I’ve always loved setting goals. Ever since I was a kid I liked to plot out how each day could/would be spent, for maximum enjoyment. I’d make giant, colorful to-do lists and calendars, planning good days to have sleepovers, or how much allowance I had to save to buy an intricate hamster habitat. The older I get, the more serious some of my goals become. I want to save a certain amount of money each month to buy a condo in five years. I want to connect more with old friends through letter writing, Facebook, trips home, and birthday cards that make them feel remembered.
With the recent New Year, I’ve thought hard about ways to improve my life. As a die-hard fan of goals, calendars, and to-do lists, resolutions are of course at the top of my list. But I didn’t want to break them, not this year. I wanted sustainable goals, interesting goals that would challenge me but weren’t impossible. And that’s when I started thinking about balance. Due to my inherent obsession with accomplishments and with checking things off my to-do list, I’m not very good at keeping all the areas of my life in check.
When I first started this blog, it was with a pursuit of happiness. But I believe that I went at it all wrong. I knew that baking brought me joy so I suddenly crammed it into every available moment of free time. I went in head first, like I always do, and spent months obsessed with recipes, ingredients, and photography. To the point where I lost sight of all the little pleasures. Like how freaking cute my flower plates are with their antique ivory background and gold trim.
So this is me, starting over, with my happy little blog. I want to remember the details of why baking brings me joy. I won’t pump about six recipes in one weekend anymore. Maybe once a week, if it sounds fun. What a simple, obvious truth. That I don’t have to be tied to my own hobbies. Maybe everyone out there who reads this already knew that, but I feel utterly blessed to be swimming in my own epiphany for awhile.
The Whiteout Cake (as printed in Baked: New Frontiers in Baking)
2 1/2 cups of cake flour
3/4 cup all-purpose flour
1 tablespoon baking powder
1 teaspoon baking soda
3/4 teaspoon salt
1/2 cup (1 stick) unsalted butter, softened
1/2 cup vegetable shortening
1 3/4 cups sugar
1 tablespoon pure vanilla extract
1 large egg
1 1/2 cups ice cold water
3 large egg whites, at room temperature
1/4 teaspoon cream of tartar
For the white chocolate frosting:
6 ounces white chocolate, coarsely chopped
1 1/2 cups sugar
1/3 cup all-purpose flour
1 1/2 cups milk
1/3 cup heavy cream
1 1/2 cups (3 sticks) unsalted butter, soft but cool, cut into small pieces
1 teaspoon pure vanilla extract
White sprinkles or white nonpareils
Preheat the over the 325 degrees F. Line a cupcake tin with paper liners.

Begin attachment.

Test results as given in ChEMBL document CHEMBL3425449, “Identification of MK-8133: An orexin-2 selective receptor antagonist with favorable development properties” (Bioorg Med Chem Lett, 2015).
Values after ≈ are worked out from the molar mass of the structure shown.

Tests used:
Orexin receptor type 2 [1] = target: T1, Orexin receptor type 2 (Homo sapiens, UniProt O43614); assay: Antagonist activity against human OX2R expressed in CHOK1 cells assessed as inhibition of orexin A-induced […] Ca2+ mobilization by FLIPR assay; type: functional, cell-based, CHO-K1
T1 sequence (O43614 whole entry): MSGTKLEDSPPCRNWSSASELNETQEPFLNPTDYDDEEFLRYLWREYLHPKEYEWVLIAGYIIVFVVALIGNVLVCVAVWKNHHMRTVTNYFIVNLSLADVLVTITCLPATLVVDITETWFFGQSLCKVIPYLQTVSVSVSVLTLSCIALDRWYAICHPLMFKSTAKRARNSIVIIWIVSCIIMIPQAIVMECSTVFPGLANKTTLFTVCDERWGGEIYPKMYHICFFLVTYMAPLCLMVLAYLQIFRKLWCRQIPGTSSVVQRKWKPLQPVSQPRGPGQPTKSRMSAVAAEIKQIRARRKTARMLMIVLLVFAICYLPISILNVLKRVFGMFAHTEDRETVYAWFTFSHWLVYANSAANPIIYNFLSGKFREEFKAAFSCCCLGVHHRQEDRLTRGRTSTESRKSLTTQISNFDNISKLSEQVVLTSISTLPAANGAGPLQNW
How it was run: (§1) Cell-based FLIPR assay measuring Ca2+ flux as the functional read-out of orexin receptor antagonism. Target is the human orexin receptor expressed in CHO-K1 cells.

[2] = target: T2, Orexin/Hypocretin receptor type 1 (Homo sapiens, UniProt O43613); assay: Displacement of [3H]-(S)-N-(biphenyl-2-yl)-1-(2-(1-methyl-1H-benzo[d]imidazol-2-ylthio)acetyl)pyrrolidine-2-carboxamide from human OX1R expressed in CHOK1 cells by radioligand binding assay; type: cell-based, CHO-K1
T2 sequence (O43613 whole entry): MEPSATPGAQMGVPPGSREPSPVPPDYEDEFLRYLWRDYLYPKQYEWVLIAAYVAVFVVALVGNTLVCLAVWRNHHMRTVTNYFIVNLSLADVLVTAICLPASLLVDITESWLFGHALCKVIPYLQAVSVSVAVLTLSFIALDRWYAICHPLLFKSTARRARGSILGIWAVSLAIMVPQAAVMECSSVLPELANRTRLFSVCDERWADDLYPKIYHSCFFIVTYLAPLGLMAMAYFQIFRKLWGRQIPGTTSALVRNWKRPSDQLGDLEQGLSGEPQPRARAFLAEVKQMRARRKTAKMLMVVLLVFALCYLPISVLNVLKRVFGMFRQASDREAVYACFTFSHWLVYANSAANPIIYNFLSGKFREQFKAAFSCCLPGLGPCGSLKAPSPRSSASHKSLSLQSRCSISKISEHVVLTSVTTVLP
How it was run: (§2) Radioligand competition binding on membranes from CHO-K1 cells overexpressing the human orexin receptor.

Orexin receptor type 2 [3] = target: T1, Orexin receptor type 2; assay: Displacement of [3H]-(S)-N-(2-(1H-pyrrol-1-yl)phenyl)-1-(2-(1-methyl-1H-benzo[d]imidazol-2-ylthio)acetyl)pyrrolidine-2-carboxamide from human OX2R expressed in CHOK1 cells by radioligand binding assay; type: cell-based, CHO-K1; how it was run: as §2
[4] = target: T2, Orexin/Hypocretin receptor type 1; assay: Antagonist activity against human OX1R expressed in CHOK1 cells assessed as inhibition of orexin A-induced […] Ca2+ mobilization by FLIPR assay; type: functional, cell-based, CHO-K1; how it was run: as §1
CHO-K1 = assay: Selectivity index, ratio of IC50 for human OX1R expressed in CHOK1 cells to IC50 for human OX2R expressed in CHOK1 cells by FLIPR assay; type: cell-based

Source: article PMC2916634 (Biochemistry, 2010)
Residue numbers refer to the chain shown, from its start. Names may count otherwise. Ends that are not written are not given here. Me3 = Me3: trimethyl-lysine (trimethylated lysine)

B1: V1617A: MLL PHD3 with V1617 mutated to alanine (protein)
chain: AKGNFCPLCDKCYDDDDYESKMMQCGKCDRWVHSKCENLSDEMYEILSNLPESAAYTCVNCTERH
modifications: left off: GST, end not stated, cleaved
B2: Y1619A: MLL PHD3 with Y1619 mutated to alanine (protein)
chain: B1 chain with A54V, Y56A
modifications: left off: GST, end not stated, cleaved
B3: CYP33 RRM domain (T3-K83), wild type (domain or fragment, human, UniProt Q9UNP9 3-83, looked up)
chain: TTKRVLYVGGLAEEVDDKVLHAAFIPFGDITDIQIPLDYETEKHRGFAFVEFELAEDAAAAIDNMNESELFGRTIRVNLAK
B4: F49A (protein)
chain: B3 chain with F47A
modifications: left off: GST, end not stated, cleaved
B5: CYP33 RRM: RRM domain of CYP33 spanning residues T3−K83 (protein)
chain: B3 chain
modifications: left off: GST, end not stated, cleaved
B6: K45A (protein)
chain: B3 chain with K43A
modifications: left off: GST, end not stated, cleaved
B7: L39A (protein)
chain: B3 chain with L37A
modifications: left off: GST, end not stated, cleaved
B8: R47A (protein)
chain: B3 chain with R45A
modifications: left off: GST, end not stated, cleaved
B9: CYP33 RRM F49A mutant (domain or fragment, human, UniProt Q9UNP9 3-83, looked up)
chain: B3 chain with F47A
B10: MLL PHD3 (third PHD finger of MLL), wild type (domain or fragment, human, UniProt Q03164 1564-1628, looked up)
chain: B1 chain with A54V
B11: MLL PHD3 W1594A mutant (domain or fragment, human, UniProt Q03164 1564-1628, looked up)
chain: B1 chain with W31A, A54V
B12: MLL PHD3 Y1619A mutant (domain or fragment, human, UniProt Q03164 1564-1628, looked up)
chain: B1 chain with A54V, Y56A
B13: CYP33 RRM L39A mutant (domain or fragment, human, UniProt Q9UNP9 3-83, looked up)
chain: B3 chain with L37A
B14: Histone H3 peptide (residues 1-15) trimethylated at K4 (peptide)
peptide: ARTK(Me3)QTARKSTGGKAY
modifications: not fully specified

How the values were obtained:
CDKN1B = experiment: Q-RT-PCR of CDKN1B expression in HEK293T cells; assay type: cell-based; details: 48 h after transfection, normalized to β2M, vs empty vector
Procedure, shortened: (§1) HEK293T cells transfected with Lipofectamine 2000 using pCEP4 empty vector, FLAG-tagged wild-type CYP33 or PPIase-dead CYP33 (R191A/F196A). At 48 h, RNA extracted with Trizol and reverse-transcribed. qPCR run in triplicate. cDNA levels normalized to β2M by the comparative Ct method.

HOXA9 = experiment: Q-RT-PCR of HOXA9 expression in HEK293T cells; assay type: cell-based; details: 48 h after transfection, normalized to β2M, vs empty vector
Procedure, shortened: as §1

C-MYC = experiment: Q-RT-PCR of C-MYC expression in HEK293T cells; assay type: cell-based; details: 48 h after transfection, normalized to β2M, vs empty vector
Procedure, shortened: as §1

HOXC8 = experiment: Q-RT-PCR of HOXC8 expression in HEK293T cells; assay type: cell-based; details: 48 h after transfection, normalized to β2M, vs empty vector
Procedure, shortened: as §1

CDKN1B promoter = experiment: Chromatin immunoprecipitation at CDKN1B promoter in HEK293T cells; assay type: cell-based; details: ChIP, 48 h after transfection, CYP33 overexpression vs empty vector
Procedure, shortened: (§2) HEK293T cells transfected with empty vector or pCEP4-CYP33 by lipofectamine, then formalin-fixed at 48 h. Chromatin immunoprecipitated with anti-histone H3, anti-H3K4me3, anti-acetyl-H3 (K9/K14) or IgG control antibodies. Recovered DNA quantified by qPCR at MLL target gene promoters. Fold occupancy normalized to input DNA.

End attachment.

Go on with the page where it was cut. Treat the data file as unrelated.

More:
Sift the flours, baking powder, baking soda, and salt together in a large bowl. Set aside.
In the bowl of an electric mixer fitted with the paddle attachment, beat the butter and shortening on medium speed until creamy, 3 to 4 minutes. Add the sugar and vanilla and beat on medium speed until fluffy, about 3 minutes. Scrape down the bowl, add the egg, and beat until just combined. Turn the mixer to low. Add the flour mixture, alternating with the ice water, in three separate additions, beginning and ending with the flour mixture. Scrape down the bowl, then mix on low speed for a few more seconds.
In a medium bowl, whisk the egg whites and cream of tartar until soft peaks form. Do not overbeat. Gently fold the egg whites into the batter.
Divide the batter among the prepared cupcake tins. Bake for 25 to 30 minutes, until a toothpick inserted in the centre of the cupcakes comes out clean. Transfer the cupcakes to a wire rack and let cool for 20 minutes. I
White Chocolate Frosting:
Melt the white chocolate and set it aside to cool. (Put in the microwave at a high setting for 30 seconds, remove and stir. Put in for another 15 seconds, remove and stir. Repeat until mixture is completely smooth and melted.)
In a medium heavy-bottom saucepan, whisk the sugar and flour together. Add the milk and cream to cook over medium heat, whisking occasionally, until the mixture comes to a boil and has thickened, about 20 minutes.
Transfer the mixture to the bowl of an electric mixer fitted with the paddle attachment. Beat on high speed until cool. Reduce the speed to low and add the butter; mix until thoroughly incorporated. Increase the speed to medium-high and beat until the frosting is light and fluffy.
Add the vanilla and white chocolate and continue mixing until combined. If the frosting is too soft, put the bowl in the refrigerator to chill slightly, then beat again until it is the proper consistency. If the frosting is too firm, set the bowl over a pot of simmering water and beat with a wooden spoon until it is the proper consistency.
Make sure cupcakes are completely cool before frosting. Top with white sprinkles, powdered sugar, or white nonpareils.